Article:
Tyson Nam discusses his upset knockout win over Ali Bagautinov in the Fight Nights Global 64 main event on April 28, the fact that the bout was not only three rounds, déjà vu, his multi-fight deal with the organization, turning down a WSOF title fight in favor of the Russia bout, and more.
Tyson Nam didn’t have a good start against Ali Bagautinov at Fight Nights Global 64 on April 28, but his spectacular head-kick knockout win didn’t actually come at the very last second of the bout.
Most media outlets and fans were under the assumption the flyweight headliner was only three rounds, but it was in fact a five-round bout, according to Nam and his manager, Jason House. So even if Nam did not stop the former UFC title challenger at the end of the third round, he would have had 10 more minutes to try to earn a win.
But that doesn’t take away from his stunning stoppage, which occurred right as the bell rang to signify the end of the third round — it is still one of the most vicious knockouts all year.
Nam on Twitter made a point to let people know he still had two rounds to get the job done, but he doesn’t care that reports were inaccurate.
“I don’t mind it at all,” Nam told BloodyElbow.com’s The MMA Circus. “It doesn’t matter if you win with one second left or two rounds left; I still won, right? It doesn’t bother me at all. But when I do see information out there that’s not correct, I’ll correct people and tell people I did have two rounds to still finish the fight.”
Some spectators experienced déjà vu when Nam finished the highly-touted Bagautinov. And so did Nam. He walked into enemy territory — Russia — as a large unofficial underdog against one of the best flyweights on the planet, and scored a huge knockout win. Sound familiar (besides the weight class)? It should, if you’ve seen Nam’s 2012 win over current Bellator MMA bantamweight champ Eduardo Dantas. In that fight, the Hawaiian competed in his opponent’s homeland — Brazil — was far from favored to win, and won by knockout.
“I felt like I was in a Rocky IV movie. I was gonna go up there into hostile territory, but I think after my performance on Friday, I think we won over some of the fans,” Nam said. “It was almost like déjà vu for me. It was just like back in 2012, when I went over to Brazil and I knocked out Eduardo Dantas. And I think he was ranked No. 6 in the world at that time. It was nothing new to me. It was something that I’ve already experienced.”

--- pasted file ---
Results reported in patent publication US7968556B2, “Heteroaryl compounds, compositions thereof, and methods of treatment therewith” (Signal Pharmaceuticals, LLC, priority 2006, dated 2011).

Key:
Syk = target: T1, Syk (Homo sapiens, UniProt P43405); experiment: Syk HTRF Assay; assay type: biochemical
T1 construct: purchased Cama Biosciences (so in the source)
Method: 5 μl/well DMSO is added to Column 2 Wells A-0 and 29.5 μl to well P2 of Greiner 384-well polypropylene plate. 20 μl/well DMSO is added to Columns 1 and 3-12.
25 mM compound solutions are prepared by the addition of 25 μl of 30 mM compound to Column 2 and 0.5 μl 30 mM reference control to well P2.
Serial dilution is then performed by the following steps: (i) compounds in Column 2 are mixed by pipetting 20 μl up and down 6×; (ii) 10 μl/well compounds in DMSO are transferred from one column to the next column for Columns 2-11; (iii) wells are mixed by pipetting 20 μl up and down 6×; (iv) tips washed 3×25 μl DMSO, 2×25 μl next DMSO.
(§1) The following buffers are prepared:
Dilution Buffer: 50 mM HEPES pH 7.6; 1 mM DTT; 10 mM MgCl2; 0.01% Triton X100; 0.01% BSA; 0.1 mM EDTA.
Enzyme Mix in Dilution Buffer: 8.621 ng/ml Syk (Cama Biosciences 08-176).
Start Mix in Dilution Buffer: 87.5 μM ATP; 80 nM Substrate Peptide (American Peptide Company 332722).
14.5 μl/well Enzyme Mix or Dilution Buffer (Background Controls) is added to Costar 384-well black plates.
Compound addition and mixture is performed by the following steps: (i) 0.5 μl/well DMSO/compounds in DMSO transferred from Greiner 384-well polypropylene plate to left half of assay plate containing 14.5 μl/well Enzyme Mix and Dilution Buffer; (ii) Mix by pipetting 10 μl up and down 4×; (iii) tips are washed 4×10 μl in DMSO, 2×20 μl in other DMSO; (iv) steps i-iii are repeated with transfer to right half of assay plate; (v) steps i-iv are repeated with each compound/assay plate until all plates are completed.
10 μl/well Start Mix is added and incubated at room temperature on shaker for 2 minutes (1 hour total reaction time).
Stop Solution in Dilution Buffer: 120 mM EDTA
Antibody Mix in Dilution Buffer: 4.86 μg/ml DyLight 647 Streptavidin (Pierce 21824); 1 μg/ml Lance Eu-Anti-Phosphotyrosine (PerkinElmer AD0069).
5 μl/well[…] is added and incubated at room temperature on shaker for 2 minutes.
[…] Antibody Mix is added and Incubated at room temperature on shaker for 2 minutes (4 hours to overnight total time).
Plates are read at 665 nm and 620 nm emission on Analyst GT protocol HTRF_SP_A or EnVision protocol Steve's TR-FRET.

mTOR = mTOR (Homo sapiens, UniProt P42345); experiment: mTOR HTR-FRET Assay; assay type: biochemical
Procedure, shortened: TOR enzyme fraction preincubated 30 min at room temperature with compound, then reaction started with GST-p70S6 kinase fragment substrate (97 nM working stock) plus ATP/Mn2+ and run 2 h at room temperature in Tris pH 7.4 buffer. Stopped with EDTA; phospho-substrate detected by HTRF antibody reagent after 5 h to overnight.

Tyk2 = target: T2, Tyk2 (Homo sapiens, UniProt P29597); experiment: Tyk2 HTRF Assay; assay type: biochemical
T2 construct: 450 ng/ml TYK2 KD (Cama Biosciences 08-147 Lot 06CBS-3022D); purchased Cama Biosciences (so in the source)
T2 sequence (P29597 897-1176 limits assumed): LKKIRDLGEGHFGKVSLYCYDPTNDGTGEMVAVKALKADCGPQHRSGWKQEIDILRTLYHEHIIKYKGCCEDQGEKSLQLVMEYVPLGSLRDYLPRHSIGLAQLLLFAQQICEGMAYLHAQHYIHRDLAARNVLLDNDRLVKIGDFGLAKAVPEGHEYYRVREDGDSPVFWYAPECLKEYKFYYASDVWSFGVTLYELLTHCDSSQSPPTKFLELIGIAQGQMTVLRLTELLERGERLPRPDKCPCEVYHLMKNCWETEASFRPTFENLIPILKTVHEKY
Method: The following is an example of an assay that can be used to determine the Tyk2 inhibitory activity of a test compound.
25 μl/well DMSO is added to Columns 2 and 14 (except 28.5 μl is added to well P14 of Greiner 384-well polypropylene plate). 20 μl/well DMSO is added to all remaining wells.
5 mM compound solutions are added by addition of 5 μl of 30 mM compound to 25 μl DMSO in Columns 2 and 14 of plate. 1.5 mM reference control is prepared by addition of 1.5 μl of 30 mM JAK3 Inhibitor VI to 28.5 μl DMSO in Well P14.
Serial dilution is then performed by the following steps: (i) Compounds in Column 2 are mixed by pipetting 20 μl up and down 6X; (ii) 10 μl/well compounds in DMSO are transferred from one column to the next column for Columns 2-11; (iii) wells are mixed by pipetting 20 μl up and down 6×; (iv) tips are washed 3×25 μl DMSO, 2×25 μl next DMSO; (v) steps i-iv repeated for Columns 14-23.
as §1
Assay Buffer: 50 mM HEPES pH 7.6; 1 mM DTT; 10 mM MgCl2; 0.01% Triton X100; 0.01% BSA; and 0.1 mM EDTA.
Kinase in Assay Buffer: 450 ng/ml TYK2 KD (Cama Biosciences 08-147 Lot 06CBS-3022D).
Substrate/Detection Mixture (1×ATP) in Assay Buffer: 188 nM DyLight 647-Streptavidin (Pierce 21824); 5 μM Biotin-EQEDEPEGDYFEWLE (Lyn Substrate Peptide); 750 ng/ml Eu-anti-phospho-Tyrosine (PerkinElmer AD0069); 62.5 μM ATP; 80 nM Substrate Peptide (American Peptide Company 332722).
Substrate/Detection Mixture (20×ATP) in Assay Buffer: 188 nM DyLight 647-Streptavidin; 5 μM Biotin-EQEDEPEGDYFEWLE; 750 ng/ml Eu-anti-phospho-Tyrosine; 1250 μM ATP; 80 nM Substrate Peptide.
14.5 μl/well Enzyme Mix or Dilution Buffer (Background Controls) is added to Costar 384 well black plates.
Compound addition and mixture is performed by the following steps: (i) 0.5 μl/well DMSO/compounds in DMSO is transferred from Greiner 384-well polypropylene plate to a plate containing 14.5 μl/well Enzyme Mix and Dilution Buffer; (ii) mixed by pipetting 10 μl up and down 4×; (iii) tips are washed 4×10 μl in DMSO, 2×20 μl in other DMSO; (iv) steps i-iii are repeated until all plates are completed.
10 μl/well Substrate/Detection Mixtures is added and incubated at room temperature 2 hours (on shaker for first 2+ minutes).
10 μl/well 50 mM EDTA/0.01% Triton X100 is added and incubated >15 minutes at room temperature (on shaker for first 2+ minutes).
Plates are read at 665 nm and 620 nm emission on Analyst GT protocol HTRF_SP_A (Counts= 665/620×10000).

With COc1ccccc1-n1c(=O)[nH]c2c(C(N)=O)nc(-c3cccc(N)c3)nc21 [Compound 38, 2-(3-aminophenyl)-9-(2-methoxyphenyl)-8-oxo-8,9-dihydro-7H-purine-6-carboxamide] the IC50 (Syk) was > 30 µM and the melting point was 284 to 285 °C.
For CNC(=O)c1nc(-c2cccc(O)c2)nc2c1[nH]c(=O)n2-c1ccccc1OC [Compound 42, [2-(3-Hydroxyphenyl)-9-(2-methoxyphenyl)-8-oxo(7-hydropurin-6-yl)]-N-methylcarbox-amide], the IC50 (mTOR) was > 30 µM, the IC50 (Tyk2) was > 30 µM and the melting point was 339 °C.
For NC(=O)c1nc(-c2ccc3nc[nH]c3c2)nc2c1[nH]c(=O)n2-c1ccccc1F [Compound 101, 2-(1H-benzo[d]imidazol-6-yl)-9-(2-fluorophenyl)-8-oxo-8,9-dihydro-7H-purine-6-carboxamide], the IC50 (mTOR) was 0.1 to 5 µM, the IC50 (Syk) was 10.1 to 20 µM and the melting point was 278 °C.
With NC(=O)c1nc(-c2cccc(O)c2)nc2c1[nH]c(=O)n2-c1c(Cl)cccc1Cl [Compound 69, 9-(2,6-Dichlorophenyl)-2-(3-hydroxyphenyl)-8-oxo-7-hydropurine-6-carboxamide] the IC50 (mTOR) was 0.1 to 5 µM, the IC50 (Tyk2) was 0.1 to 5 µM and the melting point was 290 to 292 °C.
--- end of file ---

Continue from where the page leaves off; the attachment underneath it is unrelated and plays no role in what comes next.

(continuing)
Nam’s prediction was almost bang on. He called the head-kick knockout, but certainly didn’t count on landing it with one second left in a round.
“I already had it in my mind that I was going to finish the fight with a head kick. It wasn’t necessarily surprising that’s the way I finished it, but whenever you finish a fight, whether you predicted it or not, you’re excited as hell,” he said. “I feel like if I go to a decision — win, lose or draw — I lost. Even with milliseconds leading up to the end of the round, I’m always looking to put you to sleep.”
Not all fighters enjoy fighting in Russia, but Nam said he had a better experience than expected fighting in the foreign country for the first time. Lucky for him, because he’ll be back in Russia in the foreseeable future; ahead of the Bagautinov bout, he signed a multi-fight deal with Fight Nights Global.
“I’m very excited and eager to go back over and knock somebody else out,” Nam said.
“That’s what my manager told me to do,” he said when asked why he signed immediately signed a multi-fight deal with the organization. “For me as a fighter, I leave all of the stress and business up to my manager. All I do is sign my name and fight whoever they put in front of me.
“It definitely seemed like it was a very good deal. I don’t think that the fight would have happened any other way, so every thing played out, I feel, accordingly — just the way we wanted it.”
Nam looked at the Bagautinov bout as a massive opportunity and was very high on his opponent going into the fight. He even turned down a shot at WSOF gold in favor of the high-profile fight overseas.
Just hours before he was offered the Fight Nights Global 64 matchup, WSOF president Ray Sefo called Nam to offer him a bantamweight title shot. The organization’s 135-pound champ, Marlon Moraes, had just become a free agent and vacated the title. But after receiving a call from his management regarding the Russia fight, he opted to accept the Bagautinov matchup instead.
“Weighing out the options, definitely a fight with Ali, it was a no-brainer,” Nam said. “He was top 10 in the world, he fought against Demetrious Johnson, he had a long run in the UFC, and that’s the guy I wanted to fight. And 125 is actually my weight class. I’ve always fought at 135, but I’ve always had the size disadvantage.”